Specifically, jars of spaghetti sauce – various flavors and brands, according to the police report – are breaking windows and landing on vehicles, costing owners $4,600 in damages and generally making a mess.


One poor guy has been hit twice:

 Mr. Anglin said the first time, he came out to his porch and found a huge mess.

 “The very next Saturday, I came outside and I looked up and noticed the sauce, and then I looked down and that’s when my child said, ‘Dad, we were hit again,'” he told KTVT-TV. 

TWD: Pumpkin Muffins

Many, MANY thanks to Kelly for choosing this week’s recipe, pumpkin muffins (you can find the recipe at Kelly’s blog).  They have been delicious from the time I liked the bowl to the ones I defrosted for breakfast this morning.  I feel a little like Dr. Seuss: delicious fresh from the oven; or toasted with butter, I was lovin’. The batter was lovely, silky and light. And with a shot of bourbon, dy-no-mite.

(Yes, I added bourbon to Dorie’s recipe. More on that later.)

The other eater in my household liked them, too: “These are nice.”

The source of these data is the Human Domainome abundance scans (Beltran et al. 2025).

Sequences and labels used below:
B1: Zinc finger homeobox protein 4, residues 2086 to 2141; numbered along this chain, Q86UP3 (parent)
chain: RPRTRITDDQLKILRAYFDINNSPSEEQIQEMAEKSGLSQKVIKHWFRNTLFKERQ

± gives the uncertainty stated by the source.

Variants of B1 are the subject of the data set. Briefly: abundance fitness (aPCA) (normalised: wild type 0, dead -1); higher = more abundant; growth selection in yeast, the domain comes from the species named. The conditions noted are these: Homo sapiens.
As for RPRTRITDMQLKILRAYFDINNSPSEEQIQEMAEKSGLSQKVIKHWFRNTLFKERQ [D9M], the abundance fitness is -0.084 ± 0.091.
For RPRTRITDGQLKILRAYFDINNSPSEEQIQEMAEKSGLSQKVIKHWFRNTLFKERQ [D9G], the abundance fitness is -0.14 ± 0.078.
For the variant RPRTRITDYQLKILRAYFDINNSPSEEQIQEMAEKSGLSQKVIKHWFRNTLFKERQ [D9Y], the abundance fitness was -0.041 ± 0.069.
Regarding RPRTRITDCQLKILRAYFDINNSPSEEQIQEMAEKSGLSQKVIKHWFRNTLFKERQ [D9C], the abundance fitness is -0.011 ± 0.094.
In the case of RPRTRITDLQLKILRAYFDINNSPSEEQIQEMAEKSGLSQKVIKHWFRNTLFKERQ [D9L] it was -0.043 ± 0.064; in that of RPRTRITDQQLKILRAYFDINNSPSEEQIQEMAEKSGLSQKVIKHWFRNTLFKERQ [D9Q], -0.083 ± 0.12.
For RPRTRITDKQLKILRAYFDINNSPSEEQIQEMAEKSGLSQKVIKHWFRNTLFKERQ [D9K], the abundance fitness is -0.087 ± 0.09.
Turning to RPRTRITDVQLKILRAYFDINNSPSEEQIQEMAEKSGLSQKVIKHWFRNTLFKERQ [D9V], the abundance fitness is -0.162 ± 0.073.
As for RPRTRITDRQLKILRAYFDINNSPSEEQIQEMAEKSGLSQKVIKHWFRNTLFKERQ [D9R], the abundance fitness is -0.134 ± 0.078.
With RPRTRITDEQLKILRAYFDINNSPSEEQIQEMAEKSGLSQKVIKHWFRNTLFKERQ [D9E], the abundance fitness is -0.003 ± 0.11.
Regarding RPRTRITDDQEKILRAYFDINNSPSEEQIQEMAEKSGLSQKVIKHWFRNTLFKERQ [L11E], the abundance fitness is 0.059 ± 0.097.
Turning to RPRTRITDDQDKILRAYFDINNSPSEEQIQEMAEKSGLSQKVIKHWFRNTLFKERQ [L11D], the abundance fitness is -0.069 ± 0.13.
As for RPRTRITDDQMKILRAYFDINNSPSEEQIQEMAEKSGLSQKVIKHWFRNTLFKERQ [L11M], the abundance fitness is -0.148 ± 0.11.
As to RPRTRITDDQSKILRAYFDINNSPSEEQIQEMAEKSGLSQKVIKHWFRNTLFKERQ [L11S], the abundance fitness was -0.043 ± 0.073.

Tom, watching

So, yes, I made a couple of changes to the recipe. First, I took some of the other bakers’ suggestion and substituted whole wheat flour for some of the white flour.  While this did little to change the batter (as best I can tell), it enables me to eat them for breakfast with less guilt, which is always good.

Then, there was the bourbon.  It seemed like a good idea at the time, and it was! It’s not a heavy flavor, but it mellows the pumpkin a little, which I enjoyed.  I’d recommend it. What’s not made better by bourbon?

Finally, I divided the batter in half. Golden raisins on one side, white chocolate chips and walnuts in the other.  Both are excellent! The former is nice for breakfast, split in half, toasted and spritzed with butter for god measure.  The latter is nice as is in the middle of a fall afternoon.  I got a few more than 12 out of my batch (they rise in the oven but don’t really change shape or smooth out, which gives them a pretty rustic look on the table), so I froze a few.  The ones I thawed last night were still perfect this morning!

I am absolutely making these again. With the bourbon.

Admirable, but still gross